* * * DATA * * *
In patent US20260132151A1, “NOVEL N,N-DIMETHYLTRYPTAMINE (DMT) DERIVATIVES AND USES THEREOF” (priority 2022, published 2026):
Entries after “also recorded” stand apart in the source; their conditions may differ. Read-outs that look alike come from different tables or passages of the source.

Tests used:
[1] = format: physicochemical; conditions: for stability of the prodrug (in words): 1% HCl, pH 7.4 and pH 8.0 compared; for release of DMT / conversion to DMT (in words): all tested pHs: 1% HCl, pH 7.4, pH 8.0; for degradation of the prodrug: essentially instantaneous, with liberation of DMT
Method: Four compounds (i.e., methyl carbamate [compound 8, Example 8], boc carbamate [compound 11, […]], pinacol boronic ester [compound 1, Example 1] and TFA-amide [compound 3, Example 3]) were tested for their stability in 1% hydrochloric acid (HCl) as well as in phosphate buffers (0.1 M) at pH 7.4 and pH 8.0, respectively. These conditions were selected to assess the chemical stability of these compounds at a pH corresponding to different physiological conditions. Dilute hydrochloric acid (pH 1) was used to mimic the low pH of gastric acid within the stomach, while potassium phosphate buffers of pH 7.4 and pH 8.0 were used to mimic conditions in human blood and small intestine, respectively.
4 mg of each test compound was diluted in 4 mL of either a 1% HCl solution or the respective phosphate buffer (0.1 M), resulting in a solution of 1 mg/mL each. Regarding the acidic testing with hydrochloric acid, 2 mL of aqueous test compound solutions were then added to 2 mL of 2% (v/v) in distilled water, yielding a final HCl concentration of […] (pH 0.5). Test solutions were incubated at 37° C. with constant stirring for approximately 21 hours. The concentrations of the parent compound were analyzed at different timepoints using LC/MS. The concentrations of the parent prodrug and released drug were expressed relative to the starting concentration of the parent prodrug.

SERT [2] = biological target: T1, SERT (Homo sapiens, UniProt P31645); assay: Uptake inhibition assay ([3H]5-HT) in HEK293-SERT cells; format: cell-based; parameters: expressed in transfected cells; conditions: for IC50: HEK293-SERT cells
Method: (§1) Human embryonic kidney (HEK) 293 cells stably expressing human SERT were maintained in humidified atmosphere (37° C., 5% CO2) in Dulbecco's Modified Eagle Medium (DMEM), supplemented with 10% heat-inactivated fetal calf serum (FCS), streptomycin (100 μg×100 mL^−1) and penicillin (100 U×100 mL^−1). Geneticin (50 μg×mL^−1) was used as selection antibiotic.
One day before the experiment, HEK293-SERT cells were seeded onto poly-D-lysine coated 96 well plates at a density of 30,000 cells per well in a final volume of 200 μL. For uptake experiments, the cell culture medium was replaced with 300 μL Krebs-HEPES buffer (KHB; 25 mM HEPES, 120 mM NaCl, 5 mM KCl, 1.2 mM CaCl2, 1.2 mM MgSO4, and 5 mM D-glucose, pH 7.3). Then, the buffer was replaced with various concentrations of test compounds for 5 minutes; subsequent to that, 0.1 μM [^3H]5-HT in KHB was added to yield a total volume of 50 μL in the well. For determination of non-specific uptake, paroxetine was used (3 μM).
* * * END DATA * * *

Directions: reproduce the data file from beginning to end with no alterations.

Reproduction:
In patent US20260132151A1, “NOVEL N,N-DIMETHYLTRYPTAMINE (DMT) DERIVATIVES AND USES THEREOF” (priority 2022, published 2026):
Entries after “also recorded” stand apart in the source; their conditions may differ. Read-outs that look alike come from different tables or passages of the source.

Tests used:
[1] = format: physicochemical; conditions: for stability of the prodrug (in words): 1% HCl, pH 7.4 and pH 8.0 compared; for release of DMT / conversion to DMT (in words): all tested pHs: 1% HCl, pH 7.4, pH 8.0; for degradation of the prodrug: essentially instantaneous, with liberation of DMT
Method: Four compounds (i.e., methyl carbamate [compound 8, Example 8], boc carbamate [compound 11, […]], pinacol boronic ester [compound 1, Example 1] and TFA-amide [compound 3, Example 3]) were tested for their stability in 1% hydrochloric acid (HCl) as well as in phosphate buffers (0.1 M) at pH 7.4 and pH 8.0, respectively. These conditions were selected to assess the chemical stability of these compounds at a pH corresponding to different physiological conditions. Dilute hydrochloric acid (pH 1) was used to mimic the low pH of gastric acid within the stomach, while potassium phosphate buffers of pH 7.4 and pH 8.0 were used to mimic conditions in human blood and small intestine, respectively.
4 mg of each test compound was diluted in 4 mL of either a 1% HCl solution or the respective phosphate buffer (0.1 M), resulting in a solution of 1 mg/mL each. Regarding the acidic testing with hydrochloric acid, 2 mL of aqueous test compound solutions were then added to 2 mL of 2% (v/v) in distilled water, yielding a final HCl concentration of […] (pH 0.5). Test solutions were incubated at 37° C. with constant stirring for approximately 21 hours. The concentrations of the parent compound were analyzed at different timepoints using LC/MS. The concentrations of the parent prodrug and released drug were expressed relative to the starting concentration of the parent prodrug.

SERT [2] = biological target: T1, SERT (Homo sapiens, UniProt P31645); assay: Uptake inhibition assay ([3H]5-HT) in HEK293-SERT cells; format: cell-based; parameters: expressed in transfected cells; conditions: for IC50: HEK293-SERT cells
Method: (§1) Human embryonic kidney (HEK) 293 cells stably expressing human SERT were maintained in humidified atmosphere (37° C., 5% CO2) in Dulbecco's Modified Eagle Medium (DMEM), supplemented with 10% heat-inactivated fetal calf serum (FCS), streptomycin (100 μg×100 mL^−1) and penicillin (100 U×100 mL^−1). Geneticin (50 μg×mL^−1) was used as selection antibiotic.
One day before the experiment, HEK293-SERT cells were seeded onto poly-D-lysine coated 96 well plates at a density of 30,000 cells per well in a final volume of 200 μL. For uptake experiments, the cell culture medium was replaced with 300 μL Krebs-HEPES buffer (KHB; 25 mM HEPES, 120 mM NaCl, 5 mM KCl, 1.2 mM CaCl2, 1.2 mM MgSO4, and 5 mM D-glucose, pH 7.3). Then, the buffer was replaced with various concentrations of test compounds for 5 minutes; subsequent to that, 0.1 μM [^3H]5-HT in KHB was added to yield a total volume of 50 μL in the well. For determination of non-specific uptake, paroxetine was used (3 μM).